Coastal Planning Failures: Rising Seas Can Worsen Inequities

August 10, 2016 | 9:53 am
Brenda Ekwurzel
Senior Climate Scientist, Director of Climate Science

The State of the Climate in 2015 assessment, just released by the American Meteorological Society, has confirmed that 2015 clocked in with the highest global sea level for Earth over the satellite record period.

Ignoring the accelerating pace of sea level rise has already created some coastal planning failures when waves overtop prior coastal protection measures. This situation too often leads to “emergency” decisions, which then set up the high risk for future planning failures.

First let’s explore what is at stake, how we got to this state of affairs, and some ideas for how to address coastal flooding risks exacerbated by climate change going forward.

Global Sea level through 1993-2015

Image source: NOAA, adapted from the 2015 assessment (Blunden, J. and D. S. Arndt, Eds., 2016: State of the Climate in 2015. Bull. Amer. Meteor. Soc., 97 (8), S1–S275).

Costly risks to coastal communities and taxpayers if we ignore climate change


This post is part of a series on Planning Failures: The Costly Risks of Ignoring Climate Change.

Recent studies from Antarctica suggest that even higher sea level rise by the end of this century seems more likely than before, if climate change continues unabated.

Based on a six-foot sea level rise by the end of the century, a new report estimated the risks to be over $882 billion  based on a survey of current home price estimates combined with data from NOAA. This estimate is based on the risks of ground floors being submerged, assuming no local defenses (i.e. adaptation measures) beyond current levels, and it excludes the value of commercial properties (see figure below).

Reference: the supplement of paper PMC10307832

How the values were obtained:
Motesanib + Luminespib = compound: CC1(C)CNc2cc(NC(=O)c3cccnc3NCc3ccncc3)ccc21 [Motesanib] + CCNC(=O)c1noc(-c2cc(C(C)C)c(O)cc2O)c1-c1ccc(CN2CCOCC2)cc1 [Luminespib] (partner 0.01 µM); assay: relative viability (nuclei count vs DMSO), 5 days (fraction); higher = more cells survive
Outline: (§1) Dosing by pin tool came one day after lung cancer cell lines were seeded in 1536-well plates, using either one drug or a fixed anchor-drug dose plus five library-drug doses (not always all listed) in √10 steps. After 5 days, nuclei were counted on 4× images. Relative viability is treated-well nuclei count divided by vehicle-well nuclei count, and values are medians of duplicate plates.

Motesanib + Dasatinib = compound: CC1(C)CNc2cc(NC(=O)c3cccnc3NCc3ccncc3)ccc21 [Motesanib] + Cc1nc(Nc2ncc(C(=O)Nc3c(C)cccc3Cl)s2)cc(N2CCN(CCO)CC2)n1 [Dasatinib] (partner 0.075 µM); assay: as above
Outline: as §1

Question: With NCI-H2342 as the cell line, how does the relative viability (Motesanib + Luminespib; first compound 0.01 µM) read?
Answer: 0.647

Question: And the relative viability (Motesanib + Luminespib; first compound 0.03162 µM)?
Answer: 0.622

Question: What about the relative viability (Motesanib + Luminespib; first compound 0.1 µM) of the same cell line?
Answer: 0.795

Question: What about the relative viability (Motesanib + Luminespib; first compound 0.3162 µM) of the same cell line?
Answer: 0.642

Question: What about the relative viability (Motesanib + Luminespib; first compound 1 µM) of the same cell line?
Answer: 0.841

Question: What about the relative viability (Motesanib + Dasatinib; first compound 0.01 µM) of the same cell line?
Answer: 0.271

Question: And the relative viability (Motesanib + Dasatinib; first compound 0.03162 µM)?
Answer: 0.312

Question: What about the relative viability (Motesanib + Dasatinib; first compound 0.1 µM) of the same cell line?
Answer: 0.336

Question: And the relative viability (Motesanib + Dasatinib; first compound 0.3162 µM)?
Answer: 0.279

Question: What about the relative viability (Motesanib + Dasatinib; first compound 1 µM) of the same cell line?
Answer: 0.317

Adding the value of commercial properties would greatly expand the potential cost risks. Add to this critical infrastructure at risk, such as the approach to the new Bay Bridge in California that would be inundated under 3 feet of sea level rise, and the costs would escalate substantially.

Potential underwater home value with 6 feet of sea level rise in the U.S.

More than $882 billion is potentially at risk of homes being underwater by 2100 if sea levels rise by 6 feet in the US and no further adaptation measures are taken. Costs do not include future appreciation in home value. Graphic created by B. Ekwurzel based on data from Zillow

Most coastal communities prefer to stay in place; US coastal county populations are growing denser, far outstripping non-coastal counties.Many of these communities have cherished resources listed in the National Register of Historic Places after passage of the National Historic Preservation Act (50th Anniversary in 2016). Not just historic buildings or artifacts, but cultural heritage is increasingly at risk. Iñupiaq residents of North Slope Borough, Alaska are resorting to solar-powered ice cellars to preserve traditional food traditions and stave off food insecurity.

Other communities with high risks to cultural heritage, health, and livelihoods and little options left for in-place adaptation, in Alaska, Louisiana, and Florida, are considering relocation. The lack of adequate governance or funding is compounding the problems posed by climate change.

Unintentional consequences of historic and current efforts to help protect coastal communities

Recognizing the immense importance of coastal communities and that haphazard shore protection measures plagued the US, Congress passed the Rivers and Harbors Act (PL 71-520) in 1930. This Act gave authority to the U.S. Army Corps of Engineers to work with local governments to study shore protection measures, but not implement such measures.